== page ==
For the purpose of preparing for this article, I gave a cursory reading of the book and I have to say that it's very detailed but at the same time doesn't get too technical as well.
As I mentioned earlier, the whole idea of a design sprint is to bring down the process that normally takes weeks or even months into a single work week which is typically 5 days (Monday to Friday). Every single day, there is a task at hand that needs to be addressed.
This is how a design sprint normally goes.
- Monday - Mapping the problem and picking areas to focus
- Tuesday - Sketch competing solutions
- Wednesday - Decide on a workable solution
- Thursday - Hammer out a working prototype
- Friday - Test the prototype with real people
We will go through each and every single step in detail below.
Understand or Map
This is how the design sprint week starts typically on a Monday and the goal at hand is to understand the problem. Whenever people jump into a design sprint, there is always a problem at hand that needs a creative and user-centered solution that works just fine.
In this phase, you clearly define the problem that you are working on. By mapping the problem, visually you get a clear picture of the problem at hand which in turn creates a focus for the sprint week. A definite understanding ensures that everyone involved is on the same page.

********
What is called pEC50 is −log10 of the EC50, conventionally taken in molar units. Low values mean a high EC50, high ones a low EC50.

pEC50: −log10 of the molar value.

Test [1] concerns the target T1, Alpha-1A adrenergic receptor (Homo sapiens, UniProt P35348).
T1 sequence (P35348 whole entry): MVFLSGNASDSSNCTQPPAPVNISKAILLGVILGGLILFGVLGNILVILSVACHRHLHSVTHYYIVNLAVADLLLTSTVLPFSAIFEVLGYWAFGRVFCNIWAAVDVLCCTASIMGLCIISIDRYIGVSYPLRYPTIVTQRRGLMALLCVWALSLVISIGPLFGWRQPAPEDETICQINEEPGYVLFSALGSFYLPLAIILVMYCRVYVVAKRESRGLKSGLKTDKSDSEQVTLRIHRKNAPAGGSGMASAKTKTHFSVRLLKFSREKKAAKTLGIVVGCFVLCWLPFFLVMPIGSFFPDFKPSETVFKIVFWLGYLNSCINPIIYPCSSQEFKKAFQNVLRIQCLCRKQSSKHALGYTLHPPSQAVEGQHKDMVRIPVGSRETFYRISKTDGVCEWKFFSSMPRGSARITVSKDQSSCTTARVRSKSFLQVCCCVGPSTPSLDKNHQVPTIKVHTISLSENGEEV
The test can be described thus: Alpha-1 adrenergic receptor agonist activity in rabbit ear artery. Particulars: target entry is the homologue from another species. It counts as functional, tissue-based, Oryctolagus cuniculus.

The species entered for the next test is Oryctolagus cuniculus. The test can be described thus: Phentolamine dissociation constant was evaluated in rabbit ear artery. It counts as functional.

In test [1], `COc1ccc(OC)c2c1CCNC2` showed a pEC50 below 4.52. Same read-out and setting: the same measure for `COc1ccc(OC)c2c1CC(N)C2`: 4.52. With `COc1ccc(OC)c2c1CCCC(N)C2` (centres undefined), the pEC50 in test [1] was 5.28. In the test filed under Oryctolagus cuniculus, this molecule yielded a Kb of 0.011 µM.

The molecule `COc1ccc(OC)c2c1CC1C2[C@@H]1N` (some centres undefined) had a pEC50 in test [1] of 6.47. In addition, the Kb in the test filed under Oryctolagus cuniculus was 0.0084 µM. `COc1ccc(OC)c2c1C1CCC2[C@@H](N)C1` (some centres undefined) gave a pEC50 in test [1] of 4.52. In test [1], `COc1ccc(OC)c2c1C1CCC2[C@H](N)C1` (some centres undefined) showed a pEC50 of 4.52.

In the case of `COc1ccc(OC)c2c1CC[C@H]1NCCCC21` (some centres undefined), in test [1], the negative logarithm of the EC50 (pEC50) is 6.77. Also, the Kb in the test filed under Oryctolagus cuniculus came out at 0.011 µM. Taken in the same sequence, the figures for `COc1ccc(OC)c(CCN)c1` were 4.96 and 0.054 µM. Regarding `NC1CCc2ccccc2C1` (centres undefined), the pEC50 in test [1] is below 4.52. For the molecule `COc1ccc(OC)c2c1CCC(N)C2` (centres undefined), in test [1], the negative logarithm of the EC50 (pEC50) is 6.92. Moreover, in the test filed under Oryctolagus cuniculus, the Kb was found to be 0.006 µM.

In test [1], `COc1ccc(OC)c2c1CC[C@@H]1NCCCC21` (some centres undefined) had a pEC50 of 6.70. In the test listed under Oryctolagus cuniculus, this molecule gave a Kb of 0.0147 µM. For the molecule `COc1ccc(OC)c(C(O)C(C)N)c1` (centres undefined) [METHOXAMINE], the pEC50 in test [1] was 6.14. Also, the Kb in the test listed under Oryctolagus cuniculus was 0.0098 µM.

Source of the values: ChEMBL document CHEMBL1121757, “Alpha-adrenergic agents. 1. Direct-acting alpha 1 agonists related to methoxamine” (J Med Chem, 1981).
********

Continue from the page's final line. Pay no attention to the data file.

You start in the morning by defining key questions related to the long-term goal. Ideally, you would need some knowledge experts so people can ask the right questions and can answer the right questions.
Ideate or Diverge or Define
From understanding the problem deeply on the first day, we move on to the phase where we focus on the possible solutions on the second day. This is the Ideate phase.
The Ideate phase starts on the second day and this is where we come up with all the possible solutions to the problem at hand. What happens is, that individuals involved in the sprint will bring their ideas and they are added to the solution board. It doesn't necessarily have to be new ideas. It could be existing ideas with improvements and so on.
These ideas are jotted down so that they can be evaluated in the next phase where a single solution is decided as the best solution to the problem at hand. In addition to that, we prep for the Prototype and also find real people to test the prototype on Friday.